On January 1, 2005, publicly traded German companies must balance their books according to both local regulations and International Financial Reporting Standards (IFRS) or International Accounting Standards (IAS). The requirements of commercial law in Germany are primarily aimed at protecting creditors and address creditors (those who provide credit capital). IFRS, however, is oriented toward investors.
The conversion also affects companies in other countries of the European Union (EU). In 2002, the EU issued a directive that requires IFRS as the normative accounting standard for companies considering an initial public offering. But in these countries, as in Germany, local accounting standards still apply. The guidelines do not affect the companies in the United States, because they must balance their books according to U.S. Generally Accepted Accounting Principles (U.S. GAAP) requirements. Two factors lead to this difference. First, the IFRS guidelines are quite similar to U.S. GAAP – the same logic, but with a different approach to valuation. Second, U.S. law requires the use of U.S. GAAP.
The advantages for international companies that balance books according to IFRS are obvious. Their reports are comparable internationally and within their industry, transparent throughout the corporate group, and last, but not least, sustainable. Midsize companies that balance their books according to IFRS can negotiate with banks more easily and work in the international arena. Such companies can also support management with an IFRS report. Companies that plan to replace their existing IT systems with SAP solutions can also benefit from changing from HGB to IFRS.
Detailed Valuation of Key Figures According to IFRS
When books are balanced, assets (fixed and floating asses) are listed opposite the corresponding liabilities (proprietary and borrowed capital). If a company considers the new IFRS guidelines, it must balance assets and liabilities differently than it does according to HGB. For example, depreciation for the acquisition of a minority interest in another firm can now run to € 40,000 (instead of € 33,000) a year, because the intangible goodwill of the acquired firm is included in the calculation – in numbers. Depending upon the method used to balance books, profit according to IFRS tends to be higher in the first year and numbers on the balance sheet look better than they do when using HGB. The reason for the difference is that IFRS generally values assets higher and liabilities lower than HGB.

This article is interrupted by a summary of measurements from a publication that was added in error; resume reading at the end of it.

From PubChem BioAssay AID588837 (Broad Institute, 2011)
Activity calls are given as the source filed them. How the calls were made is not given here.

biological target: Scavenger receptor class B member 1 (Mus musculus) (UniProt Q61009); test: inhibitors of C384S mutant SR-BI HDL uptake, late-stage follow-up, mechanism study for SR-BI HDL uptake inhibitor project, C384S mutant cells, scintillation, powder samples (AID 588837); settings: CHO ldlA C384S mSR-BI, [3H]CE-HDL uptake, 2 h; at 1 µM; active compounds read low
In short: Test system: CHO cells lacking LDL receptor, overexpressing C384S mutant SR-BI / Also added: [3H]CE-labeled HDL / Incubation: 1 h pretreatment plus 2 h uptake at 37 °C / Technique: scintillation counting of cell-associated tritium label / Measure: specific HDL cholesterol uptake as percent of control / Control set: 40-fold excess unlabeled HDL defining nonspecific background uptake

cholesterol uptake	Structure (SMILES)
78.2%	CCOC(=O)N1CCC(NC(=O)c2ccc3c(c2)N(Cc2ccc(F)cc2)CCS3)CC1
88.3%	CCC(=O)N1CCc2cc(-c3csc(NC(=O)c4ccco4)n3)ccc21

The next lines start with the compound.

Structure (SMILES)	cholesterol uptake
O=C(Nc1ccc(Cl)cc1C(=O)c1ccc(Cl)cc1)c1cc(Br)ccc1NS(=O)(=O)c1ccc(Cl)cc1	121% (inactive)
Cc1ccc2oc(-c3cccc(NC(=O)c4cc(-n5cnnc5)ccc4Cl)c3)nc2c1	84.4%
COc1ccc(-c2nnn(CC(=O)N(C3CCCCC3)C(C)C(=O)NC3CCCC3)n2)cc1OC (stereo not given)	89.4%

The changes required by IFRS are most noticeable with fixed and financial assets. Intangible assets or the value of stock acquisitions or minority interests in other firms flow into assets. Depreciation that is allowed by the tax code but is higher than the depreciation allowed by commercial law disappears and is no longer counted as a liability. In some circumstances, IFRS uses different depreciation and useful-life periods than HGB.
For financial assets, balancing according to IFRS considers the market value of a company’s products along with all financial assets and liabilities. Costs for a long-term order are calculated according to the degree of production that has been completed. IFRS breaks down leased goods, pensions, financial assets, and latent tax (all of which are tax receivables or liabilities) exactly and assigns them to individual departments.
SAP’s New General Ledger or Account Solution
Up to SAP R/3 4.7 and SAP R/3 Enterprise, SAP offered three different solutions for parallel accounting standards: an account, a ledger, and a company code solution. The account solution was best for most companies because it could be used along with standard SAP reporting.